Still others may see it as the making of disciples who dynamically live within a daily relationship with Jesus shaped by life among a community of fellow believers ministering in the world around them.

    And possibly others.

    The work of the taskforce will be shaped by the assumptions brought to the examination and the range of possibilities and limitations that a denominational institutional structure can contribute to the congregations.

  • David Rogers

    David (volfan007),

    I’m saying it is about that in general desire, but the very nature of institutions which propose programs and policies and set budgets then concretize that general call of “starting more churches and “winning more lost people to salvation” through specific means which are heavily shaped by the presuppositions and assumptions.

    One could say that the way to have “Great Commission Resurgence” is to fund hundreds of crusade revival meetings in every state, and the claim would be isn’t that “winning more lost people to salvation”?

    Others might say that since the key is for the local church to do the “resurging” what we need to do is fund motivational Discipleship Training DVDs and workbooks for small group studies to fire up the churches.

    Others might say the key to resurgence is to have motivational training events for leaders and funding needs to go toward that.

    All of these ideas and others still can use the rubric that their specific programs are about “starting more Churches and winning more lost people to salvation.”

    The people who are firmly against the GCR movement program say that the current structures are about “starting more Churches and winning more lost people to salvation.”

    We have to define and tease out what we mean by these concepts. We all use them but have different strategies for implementing them. Virtually all denominations (even the liberal ones) could make claim to that phrasing. What they actually mean and do about it is vastly different.

    A new taskforce will proceed with its own presuppositions, maybe awares or maybe unawares. We will see how introspective and prospective the taskforce will actually be.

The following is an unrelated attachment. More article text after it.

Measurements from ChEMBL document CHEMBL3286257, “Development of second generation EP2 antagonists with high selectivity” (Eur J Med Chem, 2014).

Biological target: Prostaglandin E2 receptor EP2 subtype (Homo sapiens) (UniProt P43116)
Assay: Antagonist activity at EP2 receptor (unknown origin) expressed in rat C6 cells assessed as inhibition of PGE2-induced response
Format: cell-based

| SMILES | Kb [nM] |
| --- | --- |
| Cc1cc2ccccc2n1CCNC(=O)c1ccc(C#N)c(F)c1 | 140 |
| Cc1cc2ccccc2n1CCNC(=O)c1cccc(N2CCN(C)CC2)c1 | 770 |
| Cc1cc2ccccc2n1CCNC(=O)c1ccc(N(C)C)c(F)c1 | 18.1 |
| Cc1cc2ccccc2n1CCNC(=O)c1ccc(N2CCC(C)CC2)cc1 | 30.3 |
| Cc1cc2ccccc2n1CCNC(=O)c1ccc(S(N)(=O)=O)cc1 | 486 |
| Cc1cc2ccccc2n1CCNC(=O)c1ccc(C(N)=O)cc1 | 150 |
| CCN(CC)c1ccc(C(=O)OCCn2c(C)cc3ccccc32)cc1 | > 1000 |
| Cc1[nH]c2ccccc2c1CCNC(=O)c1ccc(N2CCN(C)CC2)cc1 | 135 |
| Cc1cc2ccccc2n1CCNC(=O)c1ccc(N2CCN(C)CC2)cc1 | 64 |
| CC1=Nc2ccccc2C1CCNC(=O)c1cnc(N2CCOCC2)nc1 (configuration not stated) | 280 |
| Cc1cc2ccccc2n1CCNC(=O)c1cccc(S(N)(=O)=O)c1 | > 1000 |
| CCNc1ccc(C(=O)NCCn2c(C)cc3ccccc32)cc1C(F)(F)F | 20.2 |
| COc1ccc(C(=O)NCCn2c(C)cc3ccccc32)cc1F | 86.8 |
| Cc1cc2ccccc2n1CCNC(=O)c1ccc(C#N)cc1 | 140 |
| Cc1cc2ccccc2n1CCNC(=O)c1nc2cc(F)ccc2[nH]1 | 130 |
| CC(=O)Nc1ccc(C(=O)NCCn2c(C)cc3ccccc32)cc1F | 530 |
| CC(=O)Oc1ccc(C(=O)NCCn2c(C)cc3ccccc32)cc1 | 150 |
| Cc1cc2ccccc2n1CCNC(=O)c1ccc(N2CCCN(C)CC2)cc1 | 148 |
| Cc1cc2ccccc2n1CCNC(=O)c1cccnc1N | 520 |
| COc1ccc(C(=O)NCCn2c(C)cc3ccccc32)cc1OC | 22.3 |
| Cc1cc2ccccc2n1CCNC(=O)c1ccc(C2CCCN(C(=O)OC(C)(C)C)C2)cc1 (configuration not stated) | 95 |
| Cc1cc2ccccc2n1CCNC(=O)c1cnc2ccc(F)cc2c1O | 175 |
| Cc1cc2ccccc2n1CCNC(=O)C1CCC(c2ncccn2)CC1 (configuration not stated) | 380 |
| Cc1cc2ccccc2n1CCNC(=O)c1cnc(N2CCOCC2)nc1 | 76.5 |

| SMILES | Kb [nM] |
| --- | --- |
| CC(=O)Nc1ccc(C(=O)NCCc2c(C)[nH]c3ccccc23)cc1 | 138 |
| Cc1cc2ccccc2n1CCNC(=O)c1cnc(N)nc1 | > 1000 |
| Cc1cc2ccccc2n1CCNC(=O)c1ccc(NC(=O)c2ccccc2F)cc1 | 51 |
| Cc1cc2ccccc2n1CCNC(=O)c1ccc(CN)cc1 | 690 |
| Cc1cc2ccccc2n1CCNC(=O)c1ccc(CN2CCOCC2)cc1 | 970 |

• volfan007


    I was thinking that the GCR was all about getting more money to the missionaries…to not have so much beaurocracy…to not have so much of it stay in the state conventions, etc. But, to get more missionaries out there in N. America and around the world.

    I mean, that’s what we were told by the people promoting the GCR. That our SBC is declining…it’s baptizing less people…that too much money is going towards buildings and employees of the SBC and state conventions….so, we must study streamlining and tweaking and changing some things in order to get more money to the mission field…to get more missionaries out there starting more Churches.

    Now, you are saying things that I have not heard about the GCR. This is exactly my concern with the GCR. I voted for it. I’m all for more money getting out to do more missions…but, if the money is gonna go to “motivational dvd’s” and “training seminars” and such, then we are wasting much money and time with this GCR, IMHO. That’s not what I was led to believe that it was.

    I do hope that the task force will not come back with anything less than tweaks and changes that will get more money to the mission field.


  • David Rogers